Light combat aircraft (LCA), Tejas, received the much-awaited initial operational clearance on Friday. The clearance paves the way for the full-scale production of the fighter jet from next month.
Although the jet will be ready for combat operations by end-2014 or early 2015, once it gets the final operational clearance (FOC) by the Centre for military aircraft airworthiness and certification to take on the enemy.
The FOC will equip Tejas with in-flight refuelling, beyond visual range missiles, new close combat missile, additional weapons and new drop tanks for supersonic flight. The indigenously built aircraft will replace the ageing MiG 21 fleet by 2019.
Each 9,800-kg Tejas aircraft costs about Rs200 crore and has a top speed of 1,350 kmph. The aircraft has a lifespan of 30 years. The defence ministry has set aside a budget of Rs14,000 crore for the project.
“The capabilities of the aircraft have been improved significantly in the last three years,” said defence minister AK Antony at an event at the HAL complex in Banagalore.
“This is a milestone. It signifies India’s entry into a select group of nations capable of designing their own state-of-the-art fighter aircraft,” said IAF chief NAK Browne.
“The production facilities have been set up at HAL and the aircraft delivery is expected to start from 2014. We will initially produce eight aircraft per year. Further plans are afoot to enhance the production to 16 aircraft per year,” said RK Tyagi, chairman of Hindustan Aeronautics Limited, which developed the LCA.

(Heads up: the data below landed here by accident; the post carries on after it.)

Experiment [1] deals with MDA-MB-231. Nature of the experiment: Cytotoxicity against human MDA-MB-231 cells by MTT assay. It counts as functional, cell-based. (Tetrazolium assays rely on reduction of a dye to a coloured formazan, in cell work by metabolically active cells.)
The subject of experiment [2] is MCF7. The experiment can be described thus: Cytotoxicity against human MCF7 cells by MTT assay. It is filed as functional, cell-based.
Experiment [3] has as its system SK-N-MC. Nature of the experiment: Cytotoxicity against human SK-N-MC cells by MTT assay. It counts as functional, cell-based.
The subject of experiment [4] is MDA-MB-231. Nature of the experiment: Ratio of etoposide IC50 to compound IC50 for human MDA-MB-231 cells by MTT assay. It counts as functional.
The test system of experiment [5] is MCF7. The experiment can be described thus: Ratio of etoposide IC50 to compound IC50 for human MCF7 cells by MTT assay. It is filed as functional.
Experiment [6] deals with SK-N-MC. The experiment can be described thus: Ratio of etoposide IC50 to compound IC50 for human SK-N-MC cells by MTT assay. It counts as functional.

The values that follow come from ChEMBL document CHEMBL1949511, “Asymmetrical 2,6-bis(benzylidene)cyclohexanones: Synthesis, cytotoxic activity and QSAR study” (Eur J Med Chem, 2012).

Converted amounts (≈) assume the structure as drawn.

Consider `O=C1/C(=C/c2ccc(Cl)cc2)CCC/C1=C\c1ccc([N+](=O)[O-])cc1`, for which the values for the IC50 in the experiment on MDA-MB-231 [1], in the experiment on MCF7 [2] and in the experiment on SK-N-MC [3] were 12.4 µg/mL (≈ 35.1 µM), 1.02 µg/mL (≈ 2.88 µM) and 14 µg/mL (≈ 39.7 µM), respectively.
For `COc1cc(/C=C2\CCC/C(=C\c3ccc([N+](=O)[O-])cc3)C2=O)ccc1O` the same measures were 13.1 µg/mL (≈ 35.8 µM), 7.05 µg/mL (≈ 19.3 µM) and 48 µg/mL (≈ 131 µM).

Slim fighters to replace MiG 21s
Tejas can fly at a speed of more than 1,350 km per hour and can be compared to some of the world’s best fighter aircraft — the Mirage 2000, F-16 and Gripen fighter jets.
It is expected to cost about Rs200 crore per aircraft initially
The LCA will now (after the initial official clearance) be called Tejas Mark I. It will be called Tejas Mark II after final operational clearance (FOC) slated for end of 2014.
LCA, named Tejas by the then prime minister Atal Bihari Vajpayee in 2003, had received the first initial operational clearance in January 2011 when IAF had expressed various reservations and sought modification
The single-engine light weight state-of-the-art fighter aircraft will replace the ageing fleet of MiG 21s from the IAF and will be fully operational after attaining the FOC scheduled for the end of 2014.
Tejas has a unique record of being accident or incident-free during its 2,400-odd test flights for over 3,000 hours since its maiden sortie as a technology demonstrator in 2001.
IAF will have two squardons of Tejas Mark I and four squardons of Tejas Mark II
Tejas will be part of the series production HAL has taken up to roll out the first 20 aircraft for IOC and another 20 for FOC.
Rs 25,000 cr
The estimated cost incurred in developing Tejas
30 The number of years it took to put together the Light Combat Aircraft
1,700 km The distance Tejas can fly non-stop